Terence Conran: Pioneering designer who founded Habitat and revolutionised the way we live

Visionary began his career making and selling flat-pack furniture

Associated Press
Saturday 12 September 2020 21:52 BST
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Conran and one of his earliest designs, the Cone Chair, in the 1950s
Conran and one of his earliest designs, the Cone Chair, in the 1950s (NPG)

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Louise Thomas

Louise Thomas

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Terence Conran, the British designer, retailer and restaurateur who built a furniture empire around the world, founded the Design Museum in London and modernised the everyday lives of British people, has died at 88.

In a statement released by the Design Museum, his family described Conran as a “visionary” who “revolutionised the way we live in Britain”. They said Conran died peacefully at his Berkshire country home, Barton Court.

Through his array of work, Conran, who was knighted in 1983, promoted British design, culture and the arts around the world.

“At the heart of everything he did was a very simple belief that good design improves the quality of people’s lives,” his family said.

Born in Kingston upon Thames, Surrey, in 1931, Conran began his career making and selling furniture, including innovative flat-pack furniture. 

He went on to open restaurants across the capital before launching the Habitat retail chain in 1964 on Fulham Road in Chelsea, which was at the heart of the “Swinging Sixties” phenomenon in the capital.

Among other highlights in his wide-ranging career, Conran bought the Michelin Building on the Fulham Road in London in 1987, refurbishing it to become home for the Conran Shop, Octopus publishing and the Bibendum restaurant.

Conran's ambitions expanded across the Atlantic. As early as 1976, he opened a Habitat shop at the Citicorp building in Manhattan under the name Conran. In the 1990s, his international operations grew further, with the opening of a Conran Shop in Tokyo in 1994, followed five years later with one in New York underneath the 59th Street Bridge.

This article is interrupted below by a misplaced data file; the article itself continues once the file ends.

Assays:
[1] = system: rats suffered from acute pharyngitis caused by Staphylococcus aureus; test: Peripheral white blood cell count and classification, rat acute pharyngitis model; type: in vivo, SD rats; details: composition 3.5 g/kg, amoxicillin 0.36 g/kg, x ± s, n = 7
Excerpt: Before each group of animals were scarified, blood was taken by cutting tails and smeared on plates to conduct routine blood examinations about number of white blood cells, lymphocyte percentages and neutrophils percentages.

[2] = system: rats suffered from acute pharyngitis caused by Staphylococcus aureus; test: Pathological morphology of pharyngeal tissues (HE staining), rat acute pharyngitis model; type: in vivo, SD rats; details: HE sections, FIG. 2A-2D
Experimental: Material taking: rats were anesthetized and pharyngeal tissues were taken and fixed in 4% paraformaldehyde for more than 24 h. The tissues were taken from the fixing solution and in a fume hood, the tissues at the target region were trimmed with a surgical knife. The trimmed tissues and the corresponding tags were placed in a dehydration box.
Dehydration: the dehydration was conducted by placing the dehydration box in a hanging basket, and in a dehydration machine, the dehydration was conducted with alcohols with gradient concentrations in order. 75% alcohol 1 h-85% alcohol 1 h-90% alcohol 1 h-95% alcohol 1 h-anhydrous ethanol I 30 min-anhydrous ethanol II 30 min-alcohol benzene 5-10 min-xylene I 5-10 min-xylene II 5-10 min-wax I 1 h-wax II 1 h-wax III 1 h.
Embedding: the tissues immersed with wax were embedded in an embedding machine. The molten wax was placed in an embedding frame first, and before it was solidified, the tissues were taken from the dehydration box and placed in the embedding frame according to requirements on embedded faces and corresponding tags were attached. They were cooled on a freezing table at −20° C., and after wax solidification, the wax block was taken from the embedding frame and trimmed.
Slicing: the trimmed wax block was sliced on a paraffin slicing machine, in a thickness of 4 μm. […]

Sir Terence, pictured in 1985, died peacefully at his country home in Berkshire
Sir Terence, pictured in 1985, died peacefully at his country home in Berkshire (Getty)

“From the late Forties to the present day, his energy and creativity thrived in his shops, restaurants, bars, cafes and hotels and through his many design, architecture and furniture making businesses,” his family said.

The family also said his involvement in founding the Design Museum in 1989 was one of his “proudest moments”.

Tim Marlow, the museum’s chief executive, said Conran was “instrumental in the redesigning of post-war Britain and his legacy is huge”.

“He changed the way we lived and shopped and ate,” he said.

Conran’s private life was as eventful as his professional career. The first of four marriages, to architect Brenda Davison in 1952, was over almost before it had begun, and by 1954 he had wooed and wed Shirley Pearce, a journalist who was to go on to leave her own unique mark on the world.

As Shirley Conran she wrote self-help guide Superwoman (1975) and followed up in 1982 with “bonkbuster” Lace, whose cast contained more than a few characters drawn from the couple’s social and business circles.

‘Visionary’ designer Sir Terence Conran dies aged 88

The marriage itself ended in 1962 but produced sons Sebastian and Jasper, both of whom would go on to be successful designers.

The following year Caroline Herbert became the third Mrs Conran, and Lady Conran 20 years later when Conran was knighted. All three of their children – Tom, Sophie and Ned – forged successful careers in the creative sector, notably in food writing and as restaurateurs. 

The couple’s divorce in 1996 saw food writer Caroline awarded £10.5m in settlement, paving the way for his final union, four years later, with Vicki Davis.

Sir Terence Conran, born Kingston upon Thames, 4 October 1931, died 12 September 2020

AP

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